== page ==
Q: What's it like to direct an animated TV show?
Chris: For TV? I mentioned early that I'm very [...]; I did grow up thinking I wanted to do feature films, and I quickly realized you could be working on something in the year 2000 and not see it on the screen until four, five years later, and I realized Ren and Stimpy was about a six to nine month turunaround – you could make mistakes on episode 2 and correct them on your later episodes, and I think it takes a little bit of OCD to be a director or showrunniner, because as you're writing episode 10 of, say, Johnny Test, you are recording episode 9 but then you're storyboarding episode 7 and you're in post-producution on episode 1, so you've gotta wear all these different hats, 20 minutes in the editing room, line producer says you've gotta get in to work on this episode . . . so it takes this little kind of OCD, I know it takes 96 steps to get to my office . . . but don't quote me on that.
Beyond that, TV animation is a collective, you have to rely on everyone to do their job, and do it better than you, and you' gotta know to hire those people and trust them to do their job, because ultimately it's gonna filter up through you. E. g. Carl took the storyboard right where it needs to be, and letting all of them spill through to the last moment when you deliver. My motto is never be satisfied, just run out of time. [...] Nowaday I don't have that craziness; I must be out of my mind, I want to be doing stuff 8 to 5, now I get in, I sit, I get coffee . . . as a director you get used to that thing, it's hard to turn it off.
Q: As far as your food blog goes, would you actually eat any packaged food?
Ursula: The address is on the websites, we haven't found anything we wouldn't eat . . . we ate durian. It has to be in a sealed container, I'm sure there are lovely . . .
Kevin: I will never eat natto[?] again.
Ursula: Yeah, civet cat coffee, where they take the beans out of their . . . matter; supposedly it's sterile and the civet cat will only eat the best. I say, it's a weasel, I know what they eat, [...] but we will at least try just about everything. There are things I was not willing to take more than a sliver at the end of the fork, often there are things that . . . we got something from Indonesia . . .
Q: Have you tried Balut? it's like duck egg, it's old enough to have bones and feathers and you hardboil, and eat it.
Ursula: If it's pre-packaged, we will try to eat it. Honour would demand.
Sprout: He said natto was on the list.
Sprout: He will eat anything because he eats Taco Bell.
Q: How many books have you written? Have you ever been eligible for the Caldecott Medal?
Ursula: Just don't do it when Game of Thrones or Neil Gaiman has one . . . I did six books in Digger, two novels that Sofawolf did, one they're set, one is Nurk; my first children's book, the one I wrote in 8 weeks. Then there are. . . what number is this - this is the 8th Dragonsbreath book, so that's what, 17? They they bought 11 of those things and they're coming back for 12. I don't think any are eligible since they're not fully illustrated, and honestly some of that stuff is mindblowing - I go "I'm gonna go and slit my writs now..."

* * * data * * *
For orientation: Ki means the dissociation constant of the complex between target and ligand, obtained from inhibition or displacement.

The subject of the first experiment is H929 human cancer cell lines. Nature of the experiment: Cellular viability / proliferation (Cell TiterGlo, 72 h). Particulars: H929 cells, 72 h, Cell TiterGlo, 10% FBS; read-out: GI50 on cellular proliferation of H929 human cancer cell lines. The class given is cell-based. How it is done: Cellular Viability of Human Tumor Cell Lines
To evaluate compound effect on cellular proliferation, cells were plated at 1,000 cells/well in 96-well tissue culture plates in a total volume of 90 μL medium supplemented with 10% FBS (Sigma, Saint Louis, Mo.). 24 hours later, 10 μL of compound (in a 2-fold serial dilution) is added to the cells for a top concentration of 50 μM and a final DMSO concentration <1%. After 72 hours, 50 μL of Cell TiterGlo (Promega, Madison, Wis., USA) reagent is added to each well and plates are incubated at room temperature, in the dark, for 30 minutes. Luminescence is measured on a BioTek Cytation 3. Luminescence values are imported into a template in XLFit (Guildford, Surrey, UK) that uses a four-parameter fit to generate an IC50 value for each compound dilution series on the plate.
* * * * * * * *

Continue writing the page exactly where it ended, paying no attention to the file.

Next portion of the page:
Q: It's a silly one, but how is Chris able to come to America? I know he's Russian...
Chris: ["ganadi" - grandpa?]. Sadly his parents had passed, in the mid-to-later 70s. I don't think there was a real issue with emigrating to here; he was raised in Chicago. I heard him speaking on the phone and then he spoke Russian Russian Russian McDonalds. I think he was five or six when he came here.
Q: When you're developing an idea, do you think "here's my target market"? How much do you develop for yourself, or aim at a certain demographic?
Chris: It comes down to toys. It'll get down to it.
Some people are like six shooters. I got a show about a pirate, you don't like that, I gotta show about a clown, then a clown pirate. I'll doodle for a while, you draw, then write some things, and the writing dictates to the design; then something clicks - you go: "so this is a character that wants blank." Executives go "click, that's what it's gonna be". Once you have that, you can hang anything you want on that as long as it meets that theme, you can do a great show. I speak out of experience of seeing other people do that.
I've not done it yet, but I've spent at least ten years on Bigfoot & Gray - but it's not because I can't let go of my creations, but it takes that long to figure out who they are. It's almost like they're human, you get to know who there are over the years and try to get the courage about going up to them: "I have a show about this" and they go "nope", makes you wanna slit your wrist. For all they know you could have gone in there and come up with the idea a day ago, so it's not personal.
Developing characters is a hard thing for me, and developing in the TV business. Who knew everyone wanted a yellow sponge on a shirt in a sea? But that wasn't the point, it was a very optimistic character surrounded by a pessimistic group of characters. You want to avoid those high premises where it's like "A num who becomes a stripper", but she could be a terrible character and then it doesn't go anywhere, and then you're going to have a very limited amount of material. With SpongeBob, the world is his oyster. There's a SpongeBob movie that's being done right now... maybe I just said something I shouldn't have said right now . . . but they have characters with longevity.
That's my goal, to have characters with that kind of longevity, and with comedy you know comedy is tragedy that happens to someone else. When you're in that show, you think about the shows that are successful, and the toys that work with that, and you think "Maybe I'll make it more anime like" and you can't do that, kids know that, they don't like being spoonfed. If you're smart enough and fast enough to get on that bandwagon - or before it becomes a thing - you'll win. Nobody knew Sponge would be a hit, but Steve was in the right place, right time, right character - it was his foresight to see what was going to be a hit.